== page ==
Chris Blocher

Bartlett’s Chris Blocher earned a record 11th finals appearance in the Southwestern New York-Northwestern Pennsylvania Men’s Amateur by winning 1-up over Scott Brady in 19 holes in Saturday’s semifinals.

OLEAN — Two of the four players who made Saturday’s semifinals of the 83rd Southwestern New York-Northwestern Pennsylvania Men’s Amateur Golf Tournament hadn’t gotten that far before.

But after they won their quarterfinal matches Friday afternoon at Bartlett Country Club, each offered a prediction.

Mitch Faulkner, 21, the No. 1 player for Pennsylvania’s Clarion University, drew Zach Chaddock, one of St. Bonaventure’s top golfers, who set a record last year by winning the Men’s Amateur twice before turning 21.

Faulkner, who has to give Pennhills two strokes, speculated, “(Saturday) can be anybody’s (match). I understand he’s won this two times (2016, ‘18) and has the experience. But I think the way I’m playing right now I’ve got just as good a chance as anybody.”

Meanwhile, Scott Brady, a 27-year-old former Bonnie who had been 0-for-5 in Men’s Amateur quarterfinals, faced a semi against eight-time winner Chris Blocher.

But Brady, a physical education teacher in the Salamanca district, was realistic.

“If you’re gonna win this tournament,” he said, “you’ve usually got to beat Blocher.”

As it turned out, Faulkner was dead right and Brady almost was.

An alumnus of Bradford High, Faulkner rode a fast start to a 2-and-1 victory over Chaddock.

Brady, a scratch golfer at Bartlett, rallied from two holes down with four to play to take Blocher to sudden death, where the 43-year-old Hinsdale phys ed teacher and basketball coach, won 1-up in 19 holes thanks to a 10-foot birdie.

And this morning, at 9:45, Faulkner and Blocher will meet in the 36-hole match-play final.

FAULKNER recalled of his match with Chaddock, “I was 4-under (par) through six and was four up through eight holes. I birdied 1, 2, 4, 6 and 17 (to clinch the victory), and finished the day 2-under.”

The two had played only once before.

“In the Betty Bergreen match-play championship of 2013, I played Zach the first round (at Bartlett) and he beat me, 3-and-2. So I told my dad before the match, ‘This could be a little payback.’”

But Faulkner also admitted the zero handicapper from Springville was unlucky because of his own impressive fast start.

“He actually played very well up until he had a double (bogey) on 15,” Faulkner said. “Up to then, he was either even or 1-under.”

MEANWHILE, today Blocher can add another entry to his already-glittering Men’s Amateur resume.

The scratch golfer from Bartlett, on Saturday, set the record for finals appearances with 11. Besides winning in 1997, ‘99, 2007, ‘10-’13, ‘17, he lost in the 2003 and ‘16 championship matches. That breaks the tie with the legendary Ted Kochan, whose record nine victories Blocher can tie with a win today.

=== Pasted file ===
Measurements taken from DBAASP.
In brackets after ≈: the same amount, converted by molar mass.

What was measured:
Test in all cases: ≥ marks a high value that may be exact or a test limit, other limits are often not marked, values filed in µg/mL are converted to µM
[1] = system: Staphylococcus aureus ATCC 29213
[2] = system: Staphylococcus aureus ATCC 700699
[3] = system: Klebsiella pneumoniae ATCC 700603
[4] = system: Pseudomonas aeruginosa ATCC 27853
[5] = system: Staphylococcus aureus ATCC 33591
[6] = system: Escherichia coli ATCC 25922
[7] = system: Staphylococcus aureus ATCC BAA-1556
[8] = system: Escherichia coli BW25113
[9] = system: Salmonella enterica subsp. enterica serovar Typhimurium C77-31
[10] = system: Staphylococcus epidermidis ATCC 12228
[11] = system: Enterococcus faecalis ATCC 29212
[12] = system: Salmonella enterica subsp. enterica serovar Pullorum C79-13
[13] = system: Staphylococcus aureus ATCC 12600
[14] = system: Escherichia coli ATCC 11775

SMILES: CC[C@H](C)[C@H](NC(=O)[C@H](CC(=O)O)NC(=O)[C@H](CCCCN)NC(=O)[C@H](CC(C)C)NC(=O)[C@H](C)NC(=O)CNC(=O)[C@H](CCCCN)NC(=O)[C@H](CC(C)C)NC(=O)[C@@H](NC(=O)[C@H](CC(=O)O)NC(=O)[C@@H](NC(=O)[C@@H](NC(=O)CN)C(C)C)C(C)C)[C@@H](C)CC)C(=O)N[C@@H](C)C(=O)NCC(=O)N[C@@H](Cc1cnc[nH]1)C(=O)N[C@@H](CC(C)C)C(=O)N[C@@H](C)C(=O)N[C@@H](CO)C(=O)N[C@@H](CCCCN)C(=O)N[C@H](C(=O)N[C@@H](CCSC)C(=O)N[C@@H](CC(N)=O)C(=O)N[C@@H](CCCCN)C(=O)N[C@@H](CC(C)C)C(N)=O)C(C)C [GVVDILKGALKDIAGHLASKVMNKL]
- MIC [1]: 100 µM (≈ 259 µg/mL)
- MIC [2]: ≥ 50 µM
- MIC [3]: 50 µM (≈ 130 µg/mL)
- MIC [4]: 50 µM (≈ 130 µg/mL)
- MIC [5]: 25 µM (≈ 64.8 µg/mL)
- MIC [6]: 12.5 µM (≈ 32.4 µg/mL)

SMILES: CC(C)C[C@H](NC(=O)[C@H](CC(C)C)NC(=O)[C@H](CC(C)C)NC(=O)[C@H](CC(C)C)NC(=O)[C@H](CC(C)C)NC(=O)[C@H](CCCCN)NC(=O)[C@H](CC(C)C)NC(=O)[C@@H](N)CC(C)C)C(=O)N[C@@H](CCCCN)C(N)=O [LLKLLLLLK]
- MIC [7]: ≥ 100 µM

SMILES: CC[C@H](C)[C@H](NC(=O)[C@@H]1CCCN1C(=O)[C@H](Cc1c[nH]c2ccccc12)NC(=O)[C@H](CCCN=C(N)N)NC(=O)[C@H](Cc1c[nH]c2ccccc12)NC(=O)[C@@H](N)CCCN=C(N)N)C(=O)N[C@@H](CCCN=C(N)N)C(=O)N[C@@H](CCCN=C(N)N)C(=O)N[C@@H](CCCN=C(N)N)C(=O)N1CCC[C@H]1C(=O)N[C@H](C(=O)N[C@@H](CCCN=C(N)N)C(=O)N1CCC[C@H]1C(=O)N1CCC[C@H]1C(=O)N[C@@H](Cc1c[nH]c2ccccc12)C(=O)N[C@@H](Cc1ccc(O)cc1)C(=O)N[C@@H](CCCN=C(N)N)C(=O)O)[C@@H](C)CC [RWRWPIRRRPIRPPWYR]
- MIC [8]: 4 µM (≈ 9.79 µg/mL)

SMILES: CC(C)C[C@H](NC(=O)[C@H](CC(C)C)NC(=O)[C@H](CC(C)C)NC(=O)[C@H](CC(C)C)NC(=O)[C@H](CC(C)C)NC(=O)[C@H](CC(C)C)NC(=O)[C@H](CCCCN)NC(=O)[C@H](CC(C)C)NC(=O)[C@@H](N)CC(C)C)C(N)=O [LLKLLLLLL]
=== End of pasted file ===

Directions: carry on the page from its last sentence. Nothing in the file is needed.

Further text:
Of course, Brady’s comeback nearly kept the former Bona star from being in that position.

“That’s Scott … he doesn’t make mistakes,” Blocher said of the fellow Bartlett zero handicapper. “He hits it on the greens, he has a good short game, his wedges are good, he makes putts. And I finished terribly. On 17, I hit my drive into No. 1 fairway. Then, on 18, I hit it the opposite way (into a tree barely halfway down the fairway) … it’s something I’ve got going on and I’ve just got to figure it out.”

He added, “I’ve been chipping and putting well and my irons have gotten better. But Scott finished way better than I finished … he was solid at the end.

“I played the last four holes 2-over and was lucky (to win). As good of a wedge player as he is, he’s going to birdie at least one of them (16 or 17) the majority of time.”

As for his place in Men’s Amateur history, Blocher noted, “My goal was just to win it a few times … and I’ve done it more than a few times. And my goal was to be (the all-time) medalist, and I did it a few years ago (getting his record sixth in 2017).

“I’ve gotten to Saturday (semifinals) 16 times … and that kind of thing gives you confidence. When things aren’t going good, I know how to (get out of it).”

Blocher has never played Faulkner, but noted, “We had our Border Cup and we played in the same group … he’s a super nice kid. I know I can’t have lapses tomorrow, I’ve got to play well all day.”

But Faulkner also knows he’s playing a legend.

“He’s like the godfather of this tournament ... he’s won it eight times,” this year’s medalist said of Blocher. “Every time you mention the Men’s Amateur, you automatically put his name up there. He’s like the video game ... the boss at the end of the game … the final level. It gets harder and harder until you finally get to the boss.”

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